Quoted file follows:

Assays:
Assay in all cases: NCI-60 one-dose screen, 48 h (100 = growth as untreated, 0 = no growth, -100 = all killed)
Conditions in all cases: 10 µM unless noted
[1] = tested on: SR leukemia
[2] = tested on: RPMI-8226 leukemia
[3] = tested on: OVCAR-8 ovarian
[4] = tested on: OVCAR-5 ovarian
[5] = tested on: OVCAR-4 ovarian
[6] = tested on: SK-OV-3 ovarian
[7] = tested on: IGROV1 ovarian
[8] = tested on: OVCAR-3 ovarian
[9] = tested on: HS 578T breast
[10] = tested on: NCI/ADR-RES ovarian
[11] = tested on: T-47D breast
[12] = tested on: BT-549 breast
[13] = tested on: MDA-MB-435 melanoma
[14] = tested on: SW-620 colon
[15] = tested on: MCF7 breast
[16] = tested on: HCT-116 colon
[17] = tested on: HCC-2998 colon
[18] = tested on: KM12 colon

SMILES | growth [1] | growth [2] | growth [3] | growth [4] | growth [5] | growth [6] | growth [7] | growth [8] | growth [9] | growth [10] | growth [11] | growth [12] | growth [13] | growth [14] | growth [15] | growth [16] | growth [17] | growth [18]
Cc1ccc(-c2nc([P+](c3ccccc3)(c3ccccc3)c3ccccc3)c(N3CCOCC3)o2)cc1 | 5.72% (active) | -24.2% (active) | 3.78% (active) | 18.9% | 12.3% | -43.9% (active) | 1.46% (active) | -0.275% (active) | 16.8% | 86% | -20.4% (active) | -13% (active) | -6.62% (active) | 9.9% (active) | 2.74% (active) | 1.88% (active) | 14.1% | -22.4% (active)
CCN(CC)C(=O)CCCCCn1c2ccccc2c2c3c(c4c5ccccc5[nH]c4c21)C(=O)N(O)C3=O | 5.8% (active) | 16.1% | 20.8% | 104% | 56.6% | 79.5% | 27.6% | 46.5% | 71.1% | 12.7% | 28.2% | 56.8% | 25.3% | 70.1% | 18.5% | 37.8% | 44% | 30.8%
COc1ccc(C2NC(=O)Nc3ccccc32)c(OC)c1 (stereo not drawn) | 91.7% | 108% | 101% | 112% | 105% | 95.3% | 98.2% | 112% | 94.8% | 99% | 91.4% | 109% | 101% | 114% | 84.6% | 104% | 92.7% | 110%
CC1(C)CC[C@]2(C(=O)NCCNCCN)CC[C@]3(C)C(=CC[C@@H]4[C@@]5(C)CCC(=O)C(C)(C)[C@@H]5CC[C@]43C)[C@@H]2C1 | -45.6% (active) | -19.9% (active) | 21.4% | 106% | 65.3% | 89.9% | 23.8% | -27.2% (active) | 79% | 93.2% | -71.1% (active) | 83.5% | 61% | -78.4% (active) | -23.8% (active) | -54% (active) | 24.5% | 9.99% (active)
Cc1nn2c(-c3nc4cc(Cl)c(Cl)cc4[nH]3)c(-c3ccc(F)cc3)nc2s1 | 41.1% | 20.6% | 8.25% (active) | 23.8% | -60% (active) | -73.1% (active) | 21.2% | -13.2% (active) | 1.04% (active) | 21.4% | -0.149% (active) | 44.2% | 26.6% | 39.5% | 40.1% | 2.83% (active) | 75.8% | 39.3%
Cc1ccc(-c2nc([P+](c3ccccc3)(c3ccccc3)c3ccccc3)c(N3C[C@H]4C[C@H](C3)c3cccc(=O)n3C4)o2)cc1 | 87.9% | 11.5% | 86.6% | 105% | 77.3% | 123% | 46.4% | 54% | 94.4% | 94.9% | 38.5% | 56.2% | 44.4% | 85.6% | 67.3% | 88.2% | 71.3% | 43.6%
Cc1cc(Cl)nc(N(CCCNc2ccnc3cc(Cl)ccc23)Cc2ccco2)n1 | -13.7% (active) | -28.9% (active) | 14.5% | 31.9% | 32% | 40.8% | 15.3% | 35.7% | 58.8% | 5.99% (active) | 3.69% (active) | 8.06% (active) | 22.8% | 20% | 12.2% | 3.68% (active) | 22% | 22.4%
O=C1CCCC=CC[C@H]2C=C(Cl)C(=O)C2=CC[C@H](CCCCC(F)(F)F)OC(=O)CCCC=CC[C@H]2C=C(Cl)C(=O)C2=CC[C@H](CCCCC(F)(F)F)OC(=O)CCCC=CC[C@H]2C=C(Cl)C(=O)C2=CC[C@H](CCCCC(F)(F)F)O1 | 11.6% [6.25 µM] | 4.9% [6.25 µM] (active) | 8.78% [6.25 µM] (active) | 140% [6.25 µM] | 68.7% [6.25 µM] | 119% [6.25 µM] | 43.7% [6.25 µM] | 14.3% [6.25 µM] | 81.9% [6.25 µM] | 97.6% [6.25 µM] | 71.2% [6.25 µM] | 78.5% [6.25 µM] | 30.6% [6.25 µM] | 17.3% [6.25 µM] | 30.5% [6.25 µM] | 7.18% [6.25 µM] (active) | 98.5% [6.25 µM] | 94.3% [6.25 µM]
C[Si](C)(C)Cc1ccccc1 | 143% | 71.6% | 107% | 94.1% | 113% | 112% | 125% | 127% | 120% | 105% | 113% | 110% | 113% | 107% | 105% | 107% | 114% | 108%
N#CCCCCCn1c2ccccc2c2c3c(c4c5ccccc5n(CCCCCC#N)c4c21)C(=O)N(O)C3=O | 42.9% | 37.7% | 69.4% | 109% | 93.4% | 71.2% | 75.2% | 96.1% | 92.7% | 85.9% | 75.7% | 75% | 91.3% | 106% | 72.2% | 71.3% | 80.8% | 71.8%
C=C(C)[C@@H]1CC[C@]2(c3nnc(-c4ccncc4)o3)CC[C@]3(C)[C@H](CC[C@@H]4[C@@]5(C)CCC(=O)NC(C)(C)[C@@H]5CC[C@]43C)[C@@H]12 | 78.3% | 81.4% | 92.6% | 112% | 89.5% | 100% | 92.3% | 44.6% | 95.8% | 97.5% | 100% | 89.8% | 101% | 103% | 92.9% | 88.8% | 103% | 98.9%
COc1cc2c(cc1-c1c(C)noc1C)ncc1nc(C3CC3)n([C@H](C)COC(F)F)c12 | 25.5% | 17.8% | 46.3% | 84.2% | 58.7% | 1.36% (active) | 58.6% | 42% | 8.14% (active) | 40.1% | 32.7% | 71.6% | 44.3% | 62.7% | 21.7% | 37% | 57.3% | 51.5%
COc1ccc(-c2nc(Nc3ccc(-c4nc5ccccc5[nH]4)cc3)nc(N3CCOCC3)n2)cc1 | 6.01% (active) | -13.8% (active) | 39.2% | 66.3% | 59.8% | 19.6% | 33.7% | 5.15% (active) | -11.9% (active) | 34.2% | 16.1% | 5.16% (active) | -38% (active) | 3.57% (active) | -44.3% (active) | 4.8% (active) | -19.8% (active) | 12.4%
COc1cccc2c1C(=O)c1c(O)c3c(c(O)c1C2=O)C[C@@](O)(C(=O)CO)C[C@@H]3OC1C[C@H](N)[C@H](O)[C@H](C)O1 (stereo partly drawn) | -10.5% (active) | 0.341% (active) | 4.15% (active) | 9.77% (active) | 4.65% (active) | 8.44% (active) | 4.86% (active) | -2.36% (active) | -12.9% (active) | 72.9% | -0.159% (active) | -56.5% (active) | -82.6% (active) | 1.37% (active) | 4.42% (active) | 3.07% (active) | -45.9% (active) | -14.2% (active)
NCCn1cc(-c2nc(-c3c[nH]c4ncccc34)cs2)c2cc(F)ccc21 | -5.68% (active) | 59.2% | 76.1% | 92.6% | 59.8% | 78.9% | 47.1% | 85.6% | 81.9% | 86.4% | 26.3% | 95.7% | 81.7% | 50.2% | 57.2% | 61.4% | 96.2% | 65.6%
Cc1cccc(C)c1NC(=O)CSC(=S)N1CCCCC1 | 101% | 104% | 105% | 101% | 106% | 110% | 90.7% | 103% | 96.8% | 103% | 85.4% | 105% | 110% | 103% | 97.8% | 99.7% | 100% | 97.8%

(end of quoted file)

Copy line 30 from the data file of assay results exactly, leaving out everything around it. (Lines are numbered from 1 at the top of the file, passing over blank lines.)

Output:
O=C1CCCC=CC[C@H]2C=C(Cl)C(=O)C2=CC[C@H](CCCCC(F)(F)F)OC(=O)CCCC=CC[C@H]2C=C(Cl)C(=O)C2=CC[C@H](CCCCC(F)(F)F)OC(=O)CCCC=CC[C@H]2C=C(Cl)C(=O)C2=CC[C@H](CCCCC(F)(F)F)O1 | 11.6% [6.25 µM] | 4.9% [6.25 µM] (active) | 8.78% [6.25 µM] (active) | 140% [6.25 µM] | 68.7% [6.25 µM] | 119% [6.25 µM] | 43.7% [6.25 µM] | 14.3% [6.25 µM] | 81.9% [6.25 µM] | 97.6% [6.25 µM] | 71.2% [6.25 µM] | 78.5% [6.25 µM] | 30.6% [6.25 µM] | 17.3% [6.25 µM] | 30.5% [6.25 µM] | 7.18% [6.25 µM] (active) | 98.5% [6.25 µM] | 94.3% [6.25 µM]